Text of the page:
There is a junk store a few doors down from my house. Actually it isn’t even a store; it is just an alley with a tarp stretched over it and a chicken wire gate in front to protect the merchandise, which is mostly old furniture and baby things.
There used to be a guard dog chained to the gate. His name was Roscoe. I detest dogs, for the most part, but Roscoe wasn’t bad. He was beautiful. A pit bull with a pink muzzle and fur that was mostly white but had a faint orange hue. Roscoe was ferocious; terrifying, the streetlamp was out on his side of the street and at night he would hurl himself against the fence if you so much as looked in his direction, let alone walk past him.
New York City’s skyline should be familiar to most readers, a vertical city, slender shafts of steel and glass erupting from a jostling street culture, with an occasional verdant hamlet lurking in its shadows, courtesy of Jane Jacobs and Frederick Law Olmsted. At its core the city is a ferocious machine, churning through money and real estate. But at its periphery in places like Ridgewood, New York City remains riddled with shelters, and slightly strange.
Snarfing pizza bones, nursing my sick Maine Coon who is less wooly and of more pleasant disposition than the above specimen. Even when he has a thermometer crammed inside one of his most sensitive spots. And he had to have his nailed trimmed which means he can’t hold his own against the other two. I’ll add a couple of short prose forms exercises when I have a moment.
BUSINESS IMPROVEMENT DISTRICT – Myrtle Ave.
Not every nexus needs glamour but where Myrtle and Wycoff Avenues meet there is – of a seedy sort. Where the M- and L-lines cross, where Ridgewood, Queens slopes down to meet Bushwick, Brooklyn, lies the densest concentration of beauty supply stores in New York City. Here, for the discerning consumer of polyvinyl wigs or discount hair dyes, is a bonanza of buying opportunity; but for the rank amateur choking on fragrant ketone contrails, these are a rare opportunity to spot postmodern potions shorn of marketing magic. Row after row, they reduce to bare bottles stacked on stamped steel.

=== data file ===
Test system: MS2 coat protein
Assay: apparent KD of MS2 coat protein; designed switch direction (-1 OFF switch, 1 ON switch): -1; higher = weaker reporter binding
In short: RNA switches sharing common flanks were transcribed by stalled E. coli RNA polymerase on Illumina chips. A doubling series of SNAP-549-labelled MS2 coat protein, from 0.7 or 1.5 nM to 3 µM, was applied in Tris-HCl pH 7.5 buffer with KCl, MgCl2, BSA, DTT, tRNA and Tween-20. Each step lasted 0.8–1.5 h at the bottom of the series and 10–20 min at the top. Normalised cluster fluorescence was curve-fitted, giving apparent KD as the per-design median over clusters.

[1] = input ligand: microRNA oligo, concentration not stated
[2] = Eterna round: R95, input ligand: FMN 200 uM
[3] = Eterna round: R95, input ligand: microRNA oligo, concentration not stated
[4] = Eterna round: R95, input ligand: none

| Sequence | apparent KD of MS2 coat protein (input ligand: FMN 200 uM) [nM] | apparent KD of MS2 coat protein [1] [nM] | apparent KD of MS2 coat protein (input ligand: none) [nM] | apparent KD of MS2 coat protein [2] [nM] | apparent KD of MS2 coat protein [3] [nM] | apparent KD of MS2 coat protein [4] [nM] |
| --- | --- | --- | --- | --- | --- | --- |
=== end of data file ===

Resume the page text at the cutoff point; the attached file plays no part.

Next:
Reasonable prices diluted through volume. Cash accepted gladly. Cards keyed reluctantly in on a gooey pad, the line behind chitters and taps booted toes.
North. Transverse. Traverse, bags of swag rustle and crinkle. What had been predominantly white semaphore extends bluing, vanishing in a blurred dot of cars, people and buying opportunity. Primary colors appear. Discount department stores become big box banks; taco stands become Taco Bell; bodegas become 7-11s; Food Dimensions, A&P; arm-linked families of Puerto Ricans give way to jostling Italian teens who seem threatening until they clamber into cars, leased, but luxury marquees all the same.
A triangle square; benches for resting, inset, a World War I memorial hemmed in by fluttering flags (billings, not battle colors). Christmas lights coil around railings, cycles streak by, Teutonic surnames carved on columnar base, symbolic squad teeters on top, its perimeter observed by crenulated balconies; the gothic script stamped but fading on the apartment awnings below.
Then up, past Pizza Hut, and the porn store, to another transverse, Freshpond Road, marking the end of the BID, the beginning of Maspeth and a hypotenuse back to the beginning of Myrtle.
~JAMES MCGIRK (Group II)